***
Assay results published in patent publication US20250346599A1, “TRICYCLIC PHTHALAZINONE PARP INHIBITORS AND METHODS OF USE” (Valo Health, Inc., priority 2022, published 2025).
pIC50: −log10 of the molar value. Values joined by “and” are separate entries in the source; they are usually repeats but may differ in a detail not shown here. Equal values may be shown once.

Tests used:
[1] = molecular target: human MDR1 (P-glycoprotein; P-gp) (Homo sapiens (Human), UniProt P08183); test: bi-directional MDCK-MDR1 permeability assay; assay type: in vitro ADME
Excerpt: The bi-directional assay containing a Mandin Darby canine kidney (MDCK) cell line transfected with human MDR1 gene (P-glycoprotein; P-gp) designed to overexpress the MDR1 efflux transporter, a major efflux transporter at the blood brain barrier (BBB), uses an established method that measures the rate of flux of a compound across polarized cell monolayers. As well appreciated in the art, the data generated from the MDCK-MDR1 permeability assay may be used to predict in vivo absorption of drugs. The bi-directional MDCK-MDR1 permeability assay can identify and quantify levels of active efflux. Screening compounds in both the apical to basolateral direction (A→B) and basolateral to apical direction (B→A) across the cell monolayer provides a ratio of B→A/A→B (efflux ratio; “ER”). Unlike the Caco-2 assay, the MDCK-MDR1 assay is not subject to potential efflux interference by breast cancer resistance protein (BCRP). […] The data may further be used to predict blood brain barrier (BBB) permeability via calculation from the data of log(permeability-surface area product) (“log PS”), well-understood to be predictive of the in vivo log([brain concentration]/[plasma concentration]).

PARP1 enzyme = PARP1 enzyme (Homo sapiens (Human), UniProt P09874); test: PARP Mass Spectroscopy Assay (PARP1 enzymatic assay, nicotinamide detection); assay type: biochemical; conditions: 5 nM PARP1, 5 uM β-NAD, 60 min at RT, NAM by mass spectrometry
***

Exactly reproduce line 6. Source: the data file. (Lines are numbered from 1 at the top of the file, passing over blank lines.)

PARP1 enzyme = PARP1 enzyme (Homo sapiens (Human), UniProt P09874); test: PARP Mass Spectroscopy Assay (PARP1 enzymatic assay, nicotinamide detection); assay type: biochemical; conditions: 5 nM PARP1, 5 uM β-NAD, 60 min at RT, NAM by mass spectrometry